This is my favorite news story from last week, and I’ve been thinking of it ever since. When these 5th grade students from Charlotte, N.C. enter the classroom each day, Barry White Jr., their teacher, does an individualized handshake with each one of them.
All the students crafted their own signature moves with Mr. White, and each day, they get to put them into action.
I love this story because it is a beautiful display of worth and belonging — something these students deserve to know and internalize each and every day. We all have the capacity to celebrate worth in one another and mirror that inherent worth to each other in our relationships.
When I look at the large, systemic problems in our communities and in our world, many are rooted in a sinister and traumatic, internalized belief that is there is a hierarchy of worth — that some lives are simply worth more than other lives. This is a horrific, internalized lie.
Sometimes consciously and sometimes unconsciously, we build and prop up systems based on these hierarchies — often rooted in race, class, national origin, gender, sexuality, and religion — and the effects cost human lives and justice across entire societies. The belief builds the system, and the system works to confirm the belief, even as it also works to benefit those at the “top” of the hierarchy.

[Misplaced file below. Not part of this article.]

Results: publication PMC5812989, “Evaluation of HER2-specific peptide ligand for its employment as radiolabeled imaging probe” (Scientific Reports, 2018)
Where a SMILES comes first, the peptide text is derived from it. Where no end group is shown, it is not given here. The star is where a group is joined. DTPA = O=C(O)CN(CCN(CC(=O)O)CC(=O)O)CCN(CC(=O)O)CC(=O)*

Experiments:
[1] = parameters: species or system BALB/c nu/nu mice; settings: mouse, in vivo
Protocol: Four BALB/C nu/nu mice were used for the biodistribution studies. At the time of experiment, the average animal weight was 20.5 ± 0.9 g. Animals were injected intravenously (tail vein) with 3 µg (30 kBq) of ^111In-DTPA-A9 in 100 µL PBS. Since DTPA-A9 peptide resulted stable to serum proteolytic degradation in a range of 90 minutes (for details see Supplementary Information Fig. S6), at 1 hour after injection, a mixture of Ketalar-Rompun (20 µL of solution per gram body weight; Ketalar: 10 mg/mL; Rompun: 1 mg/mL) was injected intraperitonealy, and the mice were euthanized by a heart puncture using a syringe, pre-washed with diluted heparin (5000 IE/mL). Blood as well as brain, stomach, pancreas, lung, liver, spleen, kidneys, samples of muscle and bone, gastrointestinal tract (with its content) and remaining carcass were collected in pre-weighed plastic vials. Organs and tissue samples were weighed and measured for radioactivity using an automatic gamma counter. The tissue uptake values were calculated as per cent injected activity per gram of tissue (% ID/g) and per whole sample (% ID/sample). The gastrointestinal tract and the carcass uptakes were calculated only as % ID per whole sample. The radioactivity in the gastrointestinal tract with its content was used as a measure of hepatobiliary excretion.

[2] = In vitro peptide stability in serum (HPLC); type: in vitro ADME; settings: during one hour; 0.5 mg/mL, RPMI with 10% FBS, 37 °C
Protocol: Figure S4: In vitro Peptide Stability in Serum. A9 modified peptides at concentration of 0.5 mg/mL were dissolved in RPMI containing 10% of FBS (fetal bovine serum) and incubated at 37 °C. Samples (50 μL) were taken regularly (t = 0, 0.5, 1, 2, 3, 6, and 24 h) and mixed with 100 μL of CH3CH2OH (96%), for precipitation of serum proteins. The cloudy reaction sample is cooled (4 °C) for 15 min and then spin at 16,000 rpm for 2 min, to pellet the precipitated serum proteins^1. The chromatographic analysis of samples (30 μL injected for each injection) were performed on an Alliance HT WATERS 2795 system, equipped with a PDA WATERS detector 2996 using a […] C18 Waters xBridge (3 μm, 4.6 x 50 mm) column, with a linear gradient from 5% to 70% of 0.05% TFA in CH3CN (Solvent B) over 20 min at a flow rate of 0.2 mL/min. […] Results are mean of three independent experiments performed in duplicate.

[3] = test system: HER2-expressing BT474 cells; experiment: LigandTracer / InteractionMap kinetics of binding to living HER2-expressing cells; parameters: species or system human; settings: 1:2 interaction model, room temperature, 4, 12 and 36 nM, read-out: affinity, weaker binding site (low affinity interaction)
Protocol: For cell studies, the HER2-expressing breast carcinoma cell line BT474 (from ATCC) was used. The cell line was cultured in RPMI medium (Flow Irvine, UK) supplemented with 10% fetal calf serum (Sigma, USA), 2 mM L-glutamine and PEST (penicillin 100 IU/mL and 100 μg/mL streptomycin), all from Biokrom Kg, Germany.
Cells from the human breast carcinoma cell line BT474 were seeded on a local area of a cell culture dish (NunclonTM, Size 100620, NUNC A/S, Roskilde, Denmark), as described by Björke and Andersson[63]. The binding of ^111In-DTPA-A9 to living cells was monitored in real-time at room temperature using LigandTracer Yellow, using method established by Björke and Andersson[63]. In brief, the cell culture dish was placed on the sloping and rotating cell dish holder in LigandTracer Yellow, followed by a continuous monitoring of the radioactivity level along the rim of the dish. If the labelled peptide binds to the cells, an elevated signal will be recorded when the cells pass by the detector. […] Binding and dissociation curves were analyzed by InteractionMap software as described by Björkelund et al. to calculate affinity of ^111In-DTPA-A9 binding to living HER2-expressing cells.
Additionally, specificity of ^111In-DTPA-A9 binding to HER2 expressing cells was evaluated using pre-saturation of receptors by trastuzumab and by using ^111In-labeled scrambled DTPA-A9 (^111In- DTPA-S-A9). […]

But this 5th grade teacher is doing something different. He is mirroring inherent worth, a deep-seated preciousness that can’t be lost. And these kids are learning to internalize it while they have a lot of fun right at the beginning of their day.
It’s a reminder that these systems need to be dismantled in large-scale work, but the “small” work is never insignificant. Seeds are planted in the holy, day-to-day expressions of looking each other in the eyes — our children, our friends, people we’ve never met — and conveying, “You matter.”
The large-scale work always begins with that.